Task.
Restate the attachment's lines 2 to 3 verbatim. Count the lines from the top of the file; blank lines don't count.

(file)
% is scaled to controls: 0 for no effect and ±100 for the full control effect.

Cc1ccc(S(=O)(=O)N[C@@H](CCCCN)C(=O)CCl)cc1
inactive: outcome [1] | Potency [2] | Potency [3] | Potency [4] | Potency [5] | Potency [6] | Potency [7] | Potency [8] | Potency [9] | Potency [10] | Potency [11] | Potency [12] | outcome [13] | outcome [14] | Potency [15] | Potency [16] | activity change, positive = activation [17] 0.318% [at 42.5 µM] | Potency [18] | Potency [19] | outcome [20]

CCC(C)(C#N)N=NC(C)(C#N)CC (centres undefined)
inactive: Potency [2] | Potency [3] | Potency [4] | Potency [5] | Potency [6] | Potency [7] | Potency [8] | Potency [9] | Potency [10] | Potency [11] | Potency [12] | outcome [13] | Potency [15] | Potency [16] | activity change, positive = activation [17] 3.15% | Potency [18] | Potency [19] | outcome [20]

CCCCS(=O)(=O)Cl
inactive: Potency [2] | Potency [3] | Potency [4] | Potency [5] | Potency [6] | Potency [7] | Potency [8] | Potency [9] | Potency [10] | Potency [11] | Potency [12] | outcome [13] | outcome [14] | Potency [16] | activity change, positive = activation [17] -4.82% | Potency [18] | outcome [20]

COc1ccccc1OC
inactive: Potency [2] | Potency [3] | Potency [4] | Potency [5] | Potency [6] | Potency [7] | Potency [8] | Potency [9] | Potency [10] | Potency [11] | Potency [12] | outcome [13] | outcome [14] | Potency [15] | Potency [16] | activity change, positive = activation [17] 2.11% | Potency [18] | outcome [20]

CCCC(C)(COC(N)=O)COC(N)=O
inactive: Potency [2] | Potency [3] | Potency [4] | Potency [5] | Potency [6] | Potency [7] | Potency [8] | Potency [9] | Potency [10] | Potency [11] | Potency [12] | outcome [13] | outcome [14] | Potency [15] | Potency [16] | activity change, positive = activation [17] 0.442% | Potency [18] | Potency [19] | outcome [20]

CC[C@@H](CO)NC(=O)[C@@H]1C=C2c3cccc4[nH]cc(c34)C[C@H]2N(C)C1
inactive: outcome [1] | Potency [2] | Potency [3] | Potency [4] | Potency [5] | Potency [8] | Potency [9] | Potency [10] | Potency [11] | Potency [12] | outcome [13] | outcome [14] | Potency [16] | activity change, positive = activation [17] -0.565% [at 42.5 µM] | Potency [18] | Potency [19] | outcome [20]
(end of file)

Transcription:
Cc1ccc(S(=O)(=O)N[C@@H](CCCCN)C(=O)CCl)cc1
inactive: outcome [1] | Potency [2] | Potency [3] | Potency [4] | Potency [5] | Potency [6] | Potency [7] | Potency [8] | Potency [9] | Potency [10] | Potency [11] | Potency [12] | outcome [13] | outcome [14] | Potency [15] | Potency [16] | activity change, positive = activation [17] 0.318% [at 42.5 µM] | Potency [18] | Potency [19] | outcome [20]